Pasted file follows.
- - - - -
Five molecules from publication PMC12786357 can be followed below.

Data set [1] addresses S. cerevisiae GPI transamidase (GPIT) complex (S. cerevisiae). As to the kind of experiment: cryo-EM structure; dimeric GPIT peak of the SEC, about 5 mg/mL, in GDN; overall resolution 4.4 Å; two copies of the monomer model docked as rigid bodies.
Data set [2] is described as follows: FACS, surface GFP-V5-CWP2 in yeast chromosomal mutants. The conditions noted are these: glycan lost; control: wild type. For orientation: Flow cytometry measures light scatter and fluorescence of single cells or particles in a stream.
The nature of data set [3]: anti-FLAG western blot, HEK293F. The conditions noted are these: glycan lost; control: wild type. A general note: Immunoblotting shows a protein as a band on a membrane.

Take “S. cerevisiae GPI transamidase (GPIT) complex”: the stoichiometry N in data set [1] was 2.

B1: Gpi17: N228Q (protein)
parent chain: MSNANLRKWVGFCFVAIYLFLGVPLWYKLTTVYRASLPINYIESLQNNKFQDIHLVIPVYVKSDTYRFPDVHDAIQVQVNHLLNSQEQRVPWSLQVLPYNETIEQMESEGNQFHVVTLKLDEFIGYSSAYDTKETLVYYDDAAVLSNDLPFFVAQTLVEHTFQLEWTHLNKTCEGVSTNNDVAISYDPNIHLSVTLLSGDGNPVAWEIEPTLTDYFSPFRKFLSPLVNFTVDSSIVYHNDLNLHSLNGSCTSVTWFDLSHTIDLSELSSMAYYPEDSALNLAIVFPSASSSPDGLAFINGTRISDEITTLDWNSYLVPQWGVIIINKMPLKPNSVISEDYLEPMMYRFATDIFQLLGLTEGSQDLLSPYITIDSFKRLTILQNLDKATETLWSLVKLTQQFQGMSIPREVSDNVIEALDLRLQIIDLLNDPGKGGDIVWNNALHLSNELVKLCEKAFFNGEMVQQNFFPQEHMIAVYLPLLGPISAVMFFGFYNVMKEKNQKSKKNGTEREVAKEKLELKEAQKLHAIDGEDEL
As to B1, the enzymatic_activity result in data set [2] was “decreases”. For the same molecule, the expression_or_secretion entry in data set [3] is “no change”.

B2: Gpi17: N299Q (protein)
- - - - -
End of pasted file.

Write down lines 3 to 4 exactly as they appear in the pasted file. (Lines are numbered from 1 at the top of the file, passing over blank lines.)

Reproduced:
Data set [2] is described as follows: FACS, surface GFP-V5-CWP2 in yeast chromosomal mutants. The conditions noted are these: glycan lost; control: wild type. For orientation: Flow cytometry measures light scatter and fluorescence of single cells or particles in a stream.
The nature of data set [3]: anti-FLAG western blot, HEK293F. The conditions noted are these: glycan lost; control: wild type. A general note: Immunoblotting shows a protein as a band on a membrane.